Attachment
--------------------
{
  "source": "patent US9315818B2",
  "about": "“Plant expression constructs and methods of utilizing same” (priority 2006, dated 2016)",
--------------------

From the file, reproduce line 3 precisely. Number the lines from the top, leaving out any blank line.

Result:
  "about": "“Plant expression constructs and methods of utilizing same” (priority 2006, dated 2016)",